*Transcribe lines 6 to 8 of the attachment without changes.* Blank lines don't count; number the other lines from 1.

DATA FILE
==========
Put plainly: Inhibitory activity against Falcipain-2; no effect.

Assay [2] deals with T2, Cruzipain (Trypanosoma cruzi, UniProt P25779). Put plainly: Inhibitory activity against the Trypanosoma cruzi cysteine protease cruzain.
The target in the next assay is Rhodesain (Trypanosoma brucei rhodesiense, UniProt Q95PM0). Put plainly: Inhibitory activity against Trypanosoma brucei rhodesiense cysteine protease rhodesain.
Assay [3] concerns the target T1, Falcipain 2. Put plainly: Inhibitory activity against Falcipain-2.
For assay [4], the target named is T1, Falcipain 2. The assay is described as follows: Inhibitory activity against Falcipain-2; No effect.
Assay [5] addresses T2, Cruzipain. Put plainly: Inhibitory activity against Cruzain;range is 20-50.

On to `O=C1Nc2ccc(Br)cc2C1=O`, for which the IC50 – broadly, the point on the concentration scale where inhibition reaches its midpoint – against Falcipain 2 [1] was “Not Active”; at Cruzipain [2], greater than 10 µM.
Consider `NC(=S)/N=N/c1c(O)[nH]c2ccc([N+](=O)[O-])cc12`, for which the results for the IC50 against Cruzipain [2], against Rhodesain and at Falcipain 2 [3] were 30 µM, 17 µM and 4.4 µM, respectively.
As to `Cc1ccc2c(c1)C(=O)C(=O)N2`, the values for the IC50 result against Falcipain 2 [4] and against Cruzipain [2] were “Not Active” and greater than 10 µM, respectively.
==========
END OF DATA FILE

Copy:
Assay [5] addresses T2, Cruzipain. Put plainly: Inhibitory activity against Cruzain;range is 20-50.

On to `O=C1Nc2ccc(Br)cc2C1=O`, for which the IC50 – broadly, the point on the concentration scale where inhibition reaches its midpoint – against Falcipain 2 [1] was “Not Active”; at Cruzipain [2], greater than 10 µM.
Consider `NC(=S)/N=N/c1c(O)[nH]c2ccc([N+](=O)[O-])cc12`, for which the results for the IC50 against Cruzipain [2], against Rhodesain and at Falcipain 2 [3] were 30 µM, 17 µM and 4.4 µM, respectively.